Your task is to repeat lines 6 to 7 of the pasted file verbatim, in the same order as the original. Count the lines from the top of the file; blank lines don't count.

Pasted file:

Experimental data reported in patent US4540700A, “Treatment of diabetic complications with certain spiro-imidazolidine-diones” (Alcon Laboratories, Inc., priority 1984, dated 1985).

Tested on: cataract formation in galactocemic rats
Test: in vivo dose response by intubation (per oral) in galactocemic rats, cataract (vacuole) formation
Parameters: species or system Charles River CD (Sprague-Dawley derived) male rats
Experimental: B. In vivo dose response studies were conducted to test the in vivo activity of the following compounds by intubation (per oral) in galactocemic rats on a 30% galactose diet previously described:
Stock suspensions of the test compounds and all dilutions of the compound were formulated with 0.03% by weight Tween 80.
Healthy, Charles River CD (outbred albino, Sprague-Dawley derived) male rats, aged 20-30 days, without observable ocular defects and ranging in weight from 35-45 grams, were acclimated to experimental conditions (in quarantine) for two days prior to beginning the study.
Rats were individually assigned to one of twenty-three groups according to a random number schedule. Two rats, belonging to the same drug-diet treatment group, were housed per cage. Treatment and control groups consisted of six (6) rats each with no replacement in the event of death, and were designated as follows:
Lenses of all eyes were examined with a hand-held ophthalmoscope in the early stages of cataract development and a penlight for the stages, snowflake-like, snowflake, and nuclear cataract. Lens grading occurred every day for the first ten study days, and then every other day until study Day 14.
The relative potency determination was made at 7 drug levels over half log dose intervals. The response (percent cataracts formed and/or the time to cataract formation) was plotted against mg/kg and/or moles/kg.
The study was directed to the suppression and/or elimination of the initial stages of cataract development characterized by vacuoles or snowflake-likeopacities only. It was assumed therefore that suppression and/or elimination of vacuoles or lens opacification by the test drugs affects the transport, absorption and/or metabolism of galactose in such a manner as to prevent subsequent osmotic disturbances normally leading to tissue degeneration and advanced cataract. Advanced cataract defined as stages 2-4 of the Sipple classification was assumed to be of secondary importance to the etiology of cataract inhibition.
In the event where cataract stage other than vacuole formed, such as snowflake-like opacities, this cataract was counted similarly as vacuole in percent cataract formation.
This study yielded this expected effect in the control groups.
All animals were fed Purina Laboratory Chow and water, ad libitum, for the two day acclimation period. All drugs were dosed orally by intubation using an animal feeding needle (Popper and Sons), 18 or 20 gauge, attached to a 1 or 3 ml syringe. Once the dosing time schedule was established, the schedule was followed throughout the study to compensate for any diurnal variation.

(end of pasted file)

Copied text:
Stock suspensions of the test compounds and all dilutions of the compound were formulated with 0.03% by weight Tween 80.
Healthy, Charles River CD (outbred albino, Sprague-Dawley derived) male rats, aged 20-30 days, without observable ocular defects and ranging in weight from 35-45 grams, were acclimated to experimental conditions (in quarantine) for two days prior to beginning the study.